Yet, we have to recognize here an unpleasant truth: Chaucer is fading away in the Francophone world and has been doing so for a while. As Frenchified as he was, he had the idea of writing in English; that is a crime the French cannot forgive. Not only because we are rubbish in English (think about John Cleese as a French soldier taunting King Arthur in Monty Python and the Holy Grail, and you’ll have a pretty good idea of where we’re at), but because we have gradually stopped showing interest to our medieval past. There are no medievalists available to teach medieval English literature in France because universities have cut down those jobs: the fewer teachers you have in a discipline, the fewer students can learn about it and later on become teachers themselves. As a result, no university is now willing to create a teaching position in this field: correct me if I’m wrong but Sorbonne Université is probably the only one in France offering an introduction to medieval English literature and languages in its optional–but quite popular!–“Histoire de la langue” classes for third-year students. The situation seems just as complicated in other Francophone countries. Mary Flannery, for instance, recently discussed on this blog Chaucer’s appearance in Switzerland’s high-school curricula and explained that he “is most often mentioned by name and much more rarely taught before university–my students very often have heard of (or even studied) Chrétien de Troyes in high school, but have often never heard of Chaucer.” Indeed, according to my estimation, more than 60% of the Francophone population has never heard of Chaucer, while 92% of them know who Dante is, and 75% know Chrétien de Troyes! Sadly, things are not getting better, and medieval literature as a whole is disappearing. One of the latest reforms of the French educative system has even put the kibosh on the presence of medieval literature in the CAPES Lettres, the competitive examination for the selection of secondary school teacher.
Something must be done. It was accordingly decided in Toronto during a meeting that turned into a dinner to propose a new edition of Chaucer’s poetry in French: the NCS and the Global Chaucers Project would support and encourage the endeavor, and I would be in charge of putting it together. I decided quite early on that the best way to introduce students (in high schools and universities) to Chaucer would be by producing a bilingual edition with a brand-new prose translation done by one single translator. Since no one in their right mind would agree to translate all of Chaucer’s work on their own, I thought I would do it. Mainly because I had a very specific vision of what I wanted to produce–something that might have been impossible to force on my fellow translators. It’s not that I had a clearly defined theory of translation, but I wanted to translate Chaucer in poetical prose, and I had a notion of how my own French could mimic Chaucer’s Middle English. The idea would be to almost transform Chaucer back in the original language that influenced him rather than modernizing everything. I will come back on this soon in a new blog post.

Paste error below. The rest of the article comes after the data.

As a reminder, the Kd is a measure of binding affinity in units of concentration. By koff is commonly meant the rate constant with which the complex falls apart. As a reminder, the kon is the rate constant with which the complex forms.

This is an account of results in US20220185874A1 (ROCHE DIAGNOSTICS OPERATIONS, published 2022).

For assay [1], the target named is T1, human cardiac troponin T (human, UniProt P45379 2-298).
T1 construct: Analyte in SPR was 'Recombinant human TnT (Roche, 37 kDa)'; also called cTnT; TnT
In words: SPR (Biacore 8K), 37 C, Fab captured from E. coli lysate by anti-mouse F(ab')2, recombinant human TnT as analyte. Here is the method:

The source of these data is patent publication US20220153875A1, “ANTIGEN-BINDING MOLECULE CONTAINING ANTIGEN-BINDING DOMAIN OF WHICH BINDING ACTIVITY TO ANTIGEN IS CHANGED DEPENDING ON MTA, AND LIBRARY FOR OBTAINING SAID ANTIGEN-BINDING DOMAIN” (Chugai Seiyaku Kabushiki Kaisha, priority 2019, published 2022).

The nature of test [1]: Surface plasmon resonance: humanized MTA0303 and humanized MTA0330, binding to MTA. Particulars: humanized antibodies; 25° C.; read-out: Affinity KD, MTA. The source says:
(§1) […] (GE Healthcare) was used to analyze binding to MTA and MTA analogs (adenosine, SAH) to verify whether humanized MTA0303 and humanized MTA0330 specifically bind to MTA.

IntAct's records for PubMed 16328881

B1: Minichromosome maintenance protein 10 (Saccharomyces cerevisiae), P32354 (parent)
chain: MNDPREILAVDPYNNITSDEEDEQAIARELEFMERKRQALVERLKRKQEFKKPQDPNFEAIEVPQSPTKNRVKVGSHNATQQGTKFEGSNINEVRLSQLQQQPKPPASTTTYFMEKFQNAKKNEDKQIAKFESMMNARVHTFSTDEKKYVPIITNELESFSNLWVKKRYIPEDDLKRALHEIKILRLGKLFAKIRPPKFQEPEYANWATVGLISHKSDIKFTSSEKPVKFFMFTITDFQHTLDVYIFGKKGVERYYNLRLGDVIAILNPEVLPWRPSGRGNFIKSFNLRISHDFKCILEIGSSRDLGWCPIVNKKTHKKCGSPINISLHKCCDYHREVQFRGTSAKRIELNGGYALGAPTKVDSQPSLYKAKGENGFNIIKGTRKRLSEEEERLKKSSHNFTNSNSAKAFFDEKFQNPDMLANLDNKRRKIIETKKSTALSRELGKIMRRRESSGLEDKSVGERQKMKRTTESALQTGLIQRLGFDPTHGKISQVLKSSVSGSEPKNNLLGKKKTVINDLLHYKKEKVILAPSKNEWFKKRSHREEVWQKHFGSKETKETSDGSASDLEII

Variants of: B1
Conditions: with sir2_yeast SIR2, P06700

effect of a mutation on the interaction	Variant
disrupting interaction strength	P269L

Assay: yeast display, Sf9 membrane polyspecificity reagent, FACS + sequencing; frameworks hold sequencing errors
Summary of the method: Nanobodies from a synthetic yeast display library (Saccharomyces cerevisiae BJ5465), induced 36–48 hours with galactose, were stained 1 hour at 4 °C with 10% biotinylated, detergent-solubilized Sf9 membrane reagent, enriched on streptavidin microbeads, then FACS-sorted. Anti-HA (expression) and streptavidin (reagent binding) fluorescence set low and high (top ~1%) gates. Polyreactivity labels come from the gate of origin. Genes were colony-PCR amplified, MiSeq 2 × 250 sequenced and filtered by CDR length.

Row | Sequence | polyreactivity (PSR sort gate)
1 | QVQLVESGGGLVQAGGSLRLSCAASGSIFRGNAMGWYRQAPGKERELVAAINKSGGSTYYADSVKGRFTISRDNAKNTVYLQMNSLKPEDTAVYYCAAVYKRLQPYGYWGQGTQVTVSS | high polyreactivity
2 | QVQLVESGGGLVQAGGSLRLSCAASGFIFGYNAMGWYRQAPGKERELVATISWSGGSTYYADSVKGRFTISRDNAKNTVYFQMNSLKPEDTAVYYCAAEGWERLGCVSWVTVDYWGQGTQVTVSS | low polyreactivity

However, as I wanted to (re)introduce Chaucer in French, I tried to stay in touch with the real world: my edition would not only need to be bilingual but also instructive and affordable (otherwise what would be the point?). I was therefore delighted to work with a publisher as respected as Classiques Garnier who instantly accepted my offer of a complete bilingual Chaucer and offered me a contract for as many volumes as necessary. The texts themselves, of course, would not be enough to (re)introduce Chaucer, and I, therefore, commissioned a series of introductions. I would write the general introduction but then ask a dream team of Chaucerians to introduce each poem to a brand-new audience. I’m incredibly proud to present here, for the first time, the outline of this edition and the names of the scholars who accepted my invitation.